One of the world's foremost experts on the 10-string guitar, Pascal Boels offers us a cross-section of the finest music for his instrument from around Europe in the Renaissance and the Baroque. He identifies this as the guitar's 'golden age' - rather than the later proliferation of guitar music in pre-Romantic Europe, from Spain and Italy through Paris, London and Vienna, even as far as Moscow - because in the 16th and 17th centuries, the guitar and it's plucked-string ancestors reigned supreme, whereas the later guitar music, although often of great quality, could not compete with the genius poured by the great composers of the day into the fortepiano. Renaissance Spain in particular was a bastion of the art, where the 12-string vihuela inspired an immense corpus of great quality, often enhanced with the mystical qualities of plainchant. The musical range on Disc Two of this set is quite comprehensive: court music, fantasies, variations or glosses on secular melodies (Josquin des Prez's Mille regretz for example) and liturgical music. As the piano did in the 19th century, the vihuela in the Renaissance served as a platform for reductions of works for larger forces, making the great polyphonic music of the time more readily accessible to the masses and to individual players. The artist devotes Disc One to lands further north, where the guitar was often overshadowed by the lute, especially in England and Germany. Yet a portrait of this age in Europe would not be complete without the lute players Dowland (early Baroque) and Weiss (late Baroque) whose music is a perfect match for Boels' instrument. This very personal selection is a small but evocative sample of a vast yet paradoxically little-known repertoire, that nevertheless goes a long way to helping the classical guitar further stand the test of time.
One of the world's foremost experts on the 10-string guitar, Pascal Boels offers us a cross-section of the finest music for his instrument from around Europe in the Renaissance and the Baroque. He identifies this as the guitar's 'golden age' - rather than the later proliferation of guitar music in pre-Romantic Europe, from Spain and Italy through Paris, London and Vienna, even as far as Moscow - because in the 16th and 17th centuries, the guitar and it's plucked-string ancestors reigned supreme, whereas the later guitar music, although often of great quality, could not compete with the genius poured by the great composers of the day into the fortepiano. Renaissance Spain in particular was a bastion of the art, where the 12-string vihuela inspired an immense corpus of great quality, often enhanced with the mystical qualities of plainchant. The musical range on Disc Two of this set is quite comprehensive: court music, fantasies, variations or glosses on secular melodies (Josquin des Prez's Mille regretz for example) and liturgical music. As the piano did in the 19th century, the vihuela in the Renaissance served as a platform for reductions of works for larger forces, making the great polyphonic music of the time more readily accessible to the masses and to individual players. The artist devotes Disc One to lands further north, where the guitar was often overshadowed by the lute, especially in England and Germany. Yet a portrait of this age in Europe would not be complete without the lute players Dowland (early Baroque) and Weiss (late Baroque) whose music is a perfect match for Boels' instrument. This very personal selection is a small but evocative sample of a vast yet paradoxically little-known repertoire, that nevertheless goes a long way to helping the classical guitar further stand the test of time.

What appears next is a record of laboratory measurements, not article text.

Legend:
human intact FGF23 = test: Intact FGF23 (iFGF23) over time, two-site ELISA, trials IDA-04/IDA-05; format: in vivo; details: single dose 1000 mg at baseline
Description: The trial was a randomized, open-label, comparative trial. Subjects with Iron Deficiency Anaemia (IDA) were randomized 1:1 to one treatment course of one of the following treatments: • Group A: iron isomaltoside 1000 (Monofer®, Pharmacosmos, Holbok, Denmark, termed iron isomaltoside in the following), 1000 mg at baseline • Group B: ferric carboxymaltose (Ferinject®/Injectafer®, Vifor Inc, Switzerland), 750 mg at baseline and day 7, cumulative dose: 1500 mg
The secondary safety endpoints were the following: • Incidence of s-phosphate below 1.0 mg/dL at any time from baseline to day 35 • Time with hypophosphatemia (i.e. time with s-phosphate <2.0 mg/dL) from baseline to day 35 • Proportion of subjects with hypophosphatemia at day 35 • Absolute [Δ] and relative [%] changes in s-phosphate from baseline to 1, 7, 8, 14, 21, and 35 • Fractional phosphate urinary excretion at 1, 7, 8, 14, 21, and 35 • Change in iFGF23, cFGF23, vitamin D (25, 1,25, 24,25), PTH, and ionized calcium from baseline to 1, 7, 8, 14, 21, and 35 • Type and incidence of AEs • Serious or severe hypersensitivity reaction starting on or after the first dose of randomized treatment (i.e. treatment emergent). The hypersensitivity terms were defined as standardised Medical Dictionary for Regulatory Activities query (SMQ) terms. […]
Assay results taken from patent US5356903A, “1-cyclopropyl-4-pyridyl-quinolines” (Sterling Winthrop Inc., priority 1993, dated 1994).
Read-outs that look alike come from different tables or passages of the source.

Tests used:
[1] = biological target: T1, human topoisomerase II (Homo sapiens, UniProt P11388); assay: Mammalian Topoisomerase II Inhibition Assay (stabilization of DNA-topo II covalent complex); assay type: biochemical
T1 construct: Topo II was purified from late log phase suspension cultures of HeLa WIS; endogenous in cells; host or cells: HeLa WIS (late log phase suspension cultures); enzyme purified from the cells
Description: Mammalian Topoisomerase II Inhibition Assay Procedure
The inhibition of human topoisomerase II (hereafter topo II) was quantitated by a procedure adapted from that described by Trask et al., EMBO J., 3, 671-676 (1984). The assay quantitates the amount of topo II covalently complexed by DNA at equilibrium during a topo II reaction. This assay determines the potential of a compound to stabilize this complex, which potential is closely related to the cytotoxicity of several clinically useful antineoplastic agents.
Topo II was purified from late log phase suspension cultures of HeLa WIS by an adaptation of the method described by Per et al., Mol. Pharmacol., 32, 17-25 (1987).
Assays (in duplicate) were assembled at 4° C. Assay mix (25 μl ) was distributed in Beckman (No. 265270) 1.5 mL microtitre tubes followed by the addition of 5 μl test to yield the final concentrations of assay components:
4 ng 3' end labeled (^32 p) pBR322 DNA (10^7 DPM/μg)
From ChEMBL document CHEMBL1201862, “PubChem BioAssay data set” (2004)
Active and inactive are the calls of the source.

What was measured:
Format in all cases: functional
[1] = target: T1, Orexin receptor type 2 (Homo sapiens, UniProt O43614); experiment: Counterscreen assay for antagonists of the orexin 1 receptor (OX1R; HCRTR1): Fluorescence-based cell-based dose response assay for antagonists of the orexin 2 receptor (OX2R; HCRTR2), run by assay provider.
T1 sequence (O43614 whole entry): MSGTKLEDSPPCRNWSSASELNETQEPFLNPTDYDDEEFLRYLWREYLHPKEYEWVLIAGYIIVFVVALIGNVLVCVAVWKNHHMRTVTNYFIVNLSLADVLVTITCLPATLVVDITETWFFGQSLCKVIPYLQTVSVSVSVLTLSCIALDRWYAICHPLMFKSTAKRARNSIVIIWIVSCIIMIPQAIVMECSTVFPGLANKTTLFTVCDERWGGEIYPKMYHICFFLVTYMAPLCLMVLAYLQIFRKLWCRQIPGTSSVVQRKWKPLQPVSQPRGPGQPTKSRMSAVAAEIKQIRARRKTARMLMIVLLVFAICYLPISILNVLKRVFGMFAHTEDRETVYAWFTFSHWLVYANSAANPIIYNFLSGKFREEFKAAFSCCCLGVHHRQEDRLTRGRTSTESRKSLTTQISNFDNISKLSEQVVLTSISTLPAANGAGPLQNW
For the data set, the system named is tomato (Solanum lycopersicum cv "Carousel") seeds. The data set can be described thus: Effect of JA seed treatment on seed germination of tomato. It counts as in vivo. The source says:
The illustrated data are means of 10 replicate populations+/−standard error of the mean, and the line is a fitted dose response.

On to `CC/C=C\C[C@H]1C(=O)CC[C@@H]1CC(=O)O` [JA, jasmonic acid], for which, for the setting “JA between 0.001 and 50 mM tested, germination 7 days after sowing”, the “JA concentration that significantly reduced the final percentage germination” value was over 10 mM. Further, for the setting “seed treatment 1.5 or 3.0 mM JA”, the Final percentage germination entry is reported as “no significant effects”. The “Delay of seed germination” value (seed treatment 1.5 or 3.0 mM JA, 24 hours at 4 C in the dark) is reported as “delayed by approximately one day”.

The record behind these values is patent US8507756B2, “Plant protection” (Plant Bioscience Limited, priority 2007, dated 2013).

5028421961576

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Format: CD
Label: BRLT
Rel. Date: 12/11/2020
UPC: 5028421961576

Golden Age of the Guitar
Artist: Pascal Boëls
Format: CD
New: Not in stock
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DISC: 1
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1. Sonata No. 2, Quarto Tono In E Minor: I. Preludio
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2. Sonata No. 2, Quarto Tono In E Minor: II. Alemanda
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3. Sonata No. 2, Quarto Tono In E Minor: III. Giga
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4. Sonata No. 2, Quarto Tono In E Minor: IV. Sarabanda
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5. Sonata No. 2, Quarto Tono In E Minor: V. Gavotta
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6. Sonata No. 2, Quarto Tono In E Minor: VI. Passacaglia
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7. Lachrimae Pavan, P15
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8. A Fancy, P73
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9. Suite In G Major: I. Prélude
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10. Suite In G Major: II. Allemande
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11. Suite In G Major: III. Courante
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12. Suite In G Major: IV. Sarabande
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13. Suite In G Major: V. Gigue
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14. Suite In G Major: VI. Chaconne
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15. Suite In D Minor: I. Prélude
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16. Suite In D Minor: II. Allemande